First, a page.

Ustadz Said Nursi (q.s.) on Ignoring Corrupting Thoughts

بِسۡمِ ٱللهِ ٱلرَّحۡمَـٰنِ ٱلرَّحِيمِ

In Ustadz Said Nursi’s (q.s.) “Treatise on Scrupulosity”, from “The Second Station of the Twenty-First Word,” and translated by Dr. Colin Turner, he said, “When meanings arise in the heart, they enter the imagination stripped of form; it is there that they are clothed in an image or form.  The imagination, always affected by some cause, weaves images of a sort.  It leaves on the way the images of the things to which it gives importance.  Whatever meaning passes through it, it either clothes it, or wears it, or taints it, or veils it.  If the meanings are pure and clean, and the images, dirty and base, there is no clothing, but there is contact.  The man with scruples confuses the contact with being clothed.  He exclaims, ‘Alas!  How corrupted my heart has become.  This lowness has made me despicable!’  Satan takes advantage of this vein of his.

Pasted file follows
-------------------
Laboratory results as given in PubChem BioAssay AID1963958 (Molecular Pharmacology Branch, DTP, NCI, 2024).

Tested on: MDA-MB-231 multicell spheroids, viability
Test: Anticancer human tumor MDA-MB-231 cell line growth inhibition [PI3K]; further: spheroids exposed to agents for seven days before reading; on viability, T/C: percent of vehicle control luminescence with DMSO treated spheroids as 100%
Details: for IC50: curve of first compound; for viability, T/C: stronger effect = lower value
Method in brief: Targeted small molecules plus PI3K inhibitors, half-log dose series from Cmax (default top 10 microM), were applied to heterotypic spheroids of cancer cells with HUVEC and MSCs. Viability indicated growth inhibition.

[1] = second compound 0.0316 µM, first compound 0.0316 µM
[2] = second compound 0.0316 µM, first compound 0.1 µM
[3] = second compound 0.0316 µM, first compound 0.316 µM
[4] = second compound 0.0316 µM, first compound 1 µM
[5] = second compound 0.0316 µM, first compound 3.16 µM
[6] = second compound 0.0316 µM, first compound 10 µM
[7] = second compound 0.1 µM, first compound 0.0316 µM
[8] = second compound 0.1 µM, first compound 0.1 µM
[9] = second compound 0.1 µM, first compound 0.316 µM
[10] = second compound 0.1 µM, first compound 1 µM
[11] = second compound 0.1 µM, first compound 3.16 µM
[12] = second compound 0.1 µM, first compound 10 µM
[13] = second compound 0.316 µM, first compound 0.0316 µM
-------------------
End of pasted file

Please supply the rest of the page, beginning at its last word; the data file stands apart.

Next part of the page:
The cure for such a wound is as follows: Listen, O you unfortunate!  Just as outward cleanliness, which is the means to the correct conduct of your prayers, is not affected by the uncleanness of the inside of your inner organs, and is not spoiled by it, so the sacred meanings being close to unclean forms does not harm them.  For example, you are reflecting on some Divine Signs when suddenly you feel ill, or an appetite, or a stimulation like a need to pass water.  Of course, your imagination will see whatever is necessary to cure the ill or answer the need, and will look at it, weave lowly forms appropriate to them, and the meanings that arise will pass between them.  But there is no harm in their passing, nor soiling, nor error, nor injury.  If there is any mistake, it is in paying them attention and imagining the harm.”


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